It’s often used when large quantities of steel are needed for example structural steel. The density of mild steel is approximately 7.85g/cm and the Young modulus is 200GPa. Low carbon steel contains less carbon than other steel and are easier to cold form, making them easier to handle. This has given them an advantage compared to other nation since it was used in making weapons (Sacks and Bonhart, 2005). Low carbon steel is a type of steel that contains fine grains and it started being designed since the 19th century. Low carbon steel can be classified when the carbon content is lower than 0.2 percent (American Society for Testing and Materials 2001). Low carbon steel is widely used in fabrication industry due to excellent to weight ratio and one of the applications are in automobile industry (Khodabakhshi et al, 2011). This material is suitable to use in automotive industry because it can absorb high impact force without cracking. This happen because it has low carbon which makes it a ductile material compared to high carbon steel that is more brittle and easy to crack although it has more strength.
Steel is an important engineering material. It has found applications in many areas such as vehicle parts, truck bed floors, automobile doors, domestic appliances etc. It is capable of presenting economically a very wide range of mechanical and other properties. Traditionally, mechanical components has been joined through fasteners, rivet joint etc. In other to reduce time for manufacturing, weight reduction and improvement in mechanical properties, welding processes is usually adopted.
Welding is define today as a process of coalescing materials such as metals or thermoplastics in order to seamlessly join them. In this process, melting of the base metal takes place due to high heat generation during welding process. A filler metal is used to join the metal by forming a pool of molten metal. When it cools it forms the joint and it becomes stronger in strength than the base metal. Welding process can be done in different types of environments such as open air, under water etc. During welding process some precautions have to be taken in order to avoid damages to human as high heat is produced and the intensity of the arc is high and also it produces fumes which may be hazardous to human beings.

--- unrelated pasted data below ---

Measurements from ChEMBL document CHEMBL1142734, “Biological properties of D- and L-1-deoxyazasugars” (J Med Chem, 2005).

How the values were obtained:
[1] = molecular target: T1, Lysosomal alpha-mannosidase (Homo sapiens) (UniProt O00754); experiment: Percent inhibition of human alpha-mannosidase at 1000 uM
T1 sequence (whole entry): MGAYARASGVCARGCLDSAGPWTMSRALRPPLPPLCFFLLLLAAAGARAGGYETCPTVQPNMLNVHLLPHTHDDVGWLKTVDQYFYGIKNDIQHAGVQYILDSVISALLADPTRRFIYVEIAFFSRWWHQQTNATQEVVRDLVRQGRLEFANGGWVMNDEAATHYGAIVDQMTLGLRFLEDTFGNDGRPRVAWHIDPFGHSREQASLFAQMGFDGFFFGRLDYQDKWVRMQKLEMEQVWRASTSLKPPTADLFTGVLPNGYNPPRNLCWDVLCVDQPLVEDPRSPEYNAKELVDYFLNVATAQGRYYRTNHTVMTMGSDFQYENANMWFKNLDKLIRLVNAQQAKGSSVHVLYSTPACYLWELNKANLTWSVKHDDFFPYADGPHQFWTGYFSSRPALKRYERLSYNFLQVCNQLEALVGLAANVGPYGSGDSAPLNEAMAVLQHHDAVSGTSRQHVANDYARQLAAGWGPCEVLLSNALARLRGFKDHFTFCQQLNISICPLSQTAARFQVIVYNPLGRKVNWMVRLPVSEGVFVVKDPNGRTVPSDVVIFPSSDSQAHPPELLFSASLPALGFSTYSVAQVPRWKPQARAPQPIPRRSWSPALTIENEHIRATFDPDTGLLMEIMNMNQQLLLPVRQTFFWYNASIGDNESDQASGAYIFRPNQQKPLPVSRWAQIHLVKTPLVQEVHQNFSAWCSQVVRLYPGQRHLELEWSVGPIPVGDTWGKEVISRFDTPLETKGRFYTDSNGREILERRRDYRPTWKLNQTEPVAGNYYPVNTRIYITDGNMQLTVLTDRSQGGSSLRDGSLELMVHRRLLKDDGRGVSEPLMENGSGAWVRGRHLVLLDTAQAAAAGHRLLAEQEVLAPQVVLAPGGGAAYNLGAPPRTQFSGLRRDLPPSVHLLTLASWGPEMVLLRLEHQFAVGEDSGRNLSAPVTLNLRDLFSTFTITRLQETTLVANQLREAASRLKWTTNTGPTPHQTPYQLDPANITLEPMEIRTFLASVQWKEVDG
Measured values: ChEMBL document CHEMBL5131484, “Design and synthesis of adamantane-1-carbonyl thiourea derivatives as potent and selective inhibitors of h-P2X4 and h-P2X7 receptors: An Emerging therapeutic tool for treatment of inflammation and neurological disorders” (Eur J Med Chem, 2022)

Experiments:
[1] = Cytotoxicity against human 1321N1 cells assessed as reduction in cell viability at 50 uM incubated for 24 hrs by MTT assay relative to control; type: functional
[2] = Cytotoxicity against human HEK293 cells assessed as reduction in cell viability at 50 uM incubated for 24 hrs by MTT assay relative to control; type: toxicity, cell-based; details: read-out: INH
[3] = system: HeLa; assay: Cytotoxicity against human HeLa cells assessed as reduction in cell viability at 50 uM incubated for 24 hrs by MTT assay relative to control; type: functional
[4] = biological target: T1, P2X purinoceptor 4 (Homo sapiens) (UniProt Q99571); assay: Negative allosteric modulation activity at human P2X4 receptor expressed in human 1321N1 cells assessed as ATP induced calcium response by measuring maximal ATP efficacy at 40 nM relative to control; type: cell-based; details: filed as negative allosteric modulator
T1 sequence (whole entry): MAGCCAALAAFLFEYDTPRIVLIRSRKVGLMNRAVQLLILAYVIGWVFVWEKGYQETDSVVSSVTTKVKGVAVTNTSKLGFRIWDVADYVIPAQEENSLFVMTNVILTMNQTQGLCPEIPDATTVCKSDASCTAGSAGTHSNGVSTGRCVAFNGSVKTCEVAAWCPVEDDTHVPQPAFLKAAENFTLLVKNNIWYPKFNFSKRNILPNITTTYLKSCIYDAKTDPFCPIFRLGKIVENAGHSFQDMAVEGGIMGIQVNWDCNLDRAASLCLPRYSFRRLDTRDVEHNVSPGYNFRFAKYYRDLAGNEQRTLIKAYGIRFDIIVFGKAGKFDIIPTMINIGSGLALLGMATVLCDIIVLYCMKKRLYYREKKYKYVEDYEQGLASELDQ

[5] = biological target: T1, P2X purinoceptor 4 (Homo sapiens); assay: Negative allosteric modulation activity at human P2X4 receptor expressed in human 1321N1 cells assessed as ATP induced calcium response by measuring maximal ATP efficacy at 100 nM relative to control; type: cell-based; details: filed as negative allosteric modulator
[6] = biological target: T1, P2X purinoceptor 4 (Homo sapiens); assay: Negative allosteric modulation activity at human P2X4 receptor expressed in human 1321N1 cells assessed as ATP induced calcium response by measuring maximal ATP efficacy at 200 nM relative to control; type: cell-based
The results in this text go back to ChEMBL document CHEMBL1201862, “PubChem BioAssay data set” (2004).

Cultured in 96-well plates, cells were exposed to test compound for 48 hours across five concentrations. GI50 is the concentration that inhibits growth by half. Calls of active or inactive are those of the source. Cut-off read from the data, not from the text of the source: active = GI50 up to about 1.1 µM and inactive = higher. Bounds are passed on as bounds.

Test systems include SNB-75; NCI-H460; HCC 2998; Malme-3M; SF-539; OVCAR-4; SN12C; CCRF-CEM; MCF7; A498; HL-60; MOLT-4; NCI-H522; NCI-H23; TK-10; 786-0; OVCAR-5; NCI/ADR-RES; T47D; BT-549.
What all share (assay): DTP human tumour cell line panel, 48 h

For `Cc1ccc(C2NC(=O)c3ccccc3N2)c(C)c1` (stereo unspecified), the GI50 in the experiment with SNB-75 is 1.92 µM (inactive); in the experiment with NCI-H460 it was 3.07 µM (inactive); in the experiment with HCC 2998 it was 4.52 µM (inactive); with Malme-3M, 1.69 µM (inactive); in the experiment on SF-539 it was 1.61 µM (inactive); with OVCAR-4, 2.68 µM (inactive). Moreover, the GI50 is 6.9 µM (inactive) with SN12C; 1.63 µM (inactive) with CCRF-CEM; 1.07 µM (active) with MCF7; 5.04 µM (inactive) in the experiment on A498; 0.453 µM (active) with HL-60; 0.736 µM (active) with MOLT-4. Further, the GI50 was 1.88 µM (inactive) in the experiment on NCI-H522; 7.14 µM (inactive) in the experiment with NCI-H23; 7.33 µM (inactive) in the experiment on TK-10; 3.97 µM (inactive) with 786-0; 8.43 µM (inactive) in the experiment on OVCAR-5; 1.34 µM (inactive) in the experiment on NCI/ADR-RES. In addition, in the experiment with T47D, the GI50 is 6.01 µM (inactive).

Welding is extensively used as a fabrication process for joining material in a wide range of compositions, parts, shapes and sizes. It is an important joining process because of high joint efficiency set up, flexibility and low fabrication costs. Welding is an efficient, dependable and economic process. Welded joint finds applications in critical components in which if failure occur are catastrophic. Hence, inspection methods and adherence to acceptable standards are increasing. These acceptable standards represent the minimum weld quality which is based upon test carried out on welded specimen containing some discontinuities.
Welding involves a wide range of variables such as time, temperature, electrode, power input and welding speed that influence the eventual properties of the weld metal. Concerning the welding of low carbon steels, it has been shown that the grain coarsened zone and heat affected zone are very critical since embrittlement is concentrated in these areas. It is also known that the final microstructures and mechanical properties of welded steel depends on some parameters like percentage of carbon and presence of other elements such as sulfur or phosphorous. Low carbon steel that has less than 0.25% carbon, display good weldability, because they can be generally welded without special precautions using most of the available welding processes. There are different types of welding processes and they are: